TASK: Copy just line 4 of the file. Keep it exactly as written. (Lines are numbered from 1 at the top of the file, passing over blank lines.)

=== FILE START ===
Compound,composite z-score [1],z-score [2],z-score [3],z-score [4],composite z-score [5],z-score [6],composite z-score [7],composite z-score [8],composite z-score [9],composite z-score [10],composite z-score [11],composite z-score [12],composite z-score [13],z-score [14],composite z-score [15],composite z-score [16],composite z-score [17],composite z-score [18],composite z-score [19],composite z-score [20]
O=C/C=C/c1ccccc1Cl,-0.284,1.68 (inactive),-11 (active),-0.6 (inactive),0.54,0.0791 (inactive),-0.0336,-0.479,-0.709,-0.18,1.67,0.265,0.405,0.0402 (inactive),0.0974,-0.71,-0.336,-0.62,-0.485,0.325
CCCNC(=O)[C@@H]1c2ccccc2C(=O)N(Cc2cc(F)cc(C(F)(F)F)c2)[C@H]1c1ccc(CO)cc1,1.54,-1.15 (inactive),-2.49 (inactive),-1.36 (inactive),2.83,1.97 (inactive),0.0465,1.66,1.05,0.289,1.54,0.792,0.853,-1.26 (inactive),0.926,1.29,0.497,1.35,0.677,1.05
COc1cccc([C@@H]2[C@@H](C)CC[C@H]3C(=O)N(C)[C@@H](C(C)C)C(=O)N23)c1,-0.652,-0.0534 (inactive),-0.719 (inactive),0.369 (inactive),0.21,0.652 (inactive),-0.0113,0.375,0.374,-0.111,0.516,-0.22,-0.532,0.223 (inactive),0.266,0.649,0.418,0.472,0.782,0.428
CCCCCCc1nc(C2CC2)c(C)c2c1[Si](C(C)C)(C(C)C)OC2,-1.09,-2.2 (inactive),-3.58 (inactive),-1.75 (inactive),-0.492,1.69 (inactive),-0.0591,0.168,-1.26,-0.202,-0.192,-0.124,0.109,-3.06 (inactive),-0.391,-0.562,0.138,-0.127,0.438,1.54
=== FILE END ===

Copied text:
COc1cccc([C@@H]2[C@@H](C)CC[C@H]3C(=O)N(C)[C@@H](C(C)C)C(=O)N23)c1,-0.652,-0.0534 (inactive),-0.719 (inactive),0.369 (inactive),0.21,0.652 (inactive),-0.0113,0.375,0.374,-0.111,0.516,-0.22,-0.532,0.223 (inactive),0.266,0.649,0.418,0.472,0.782,0.428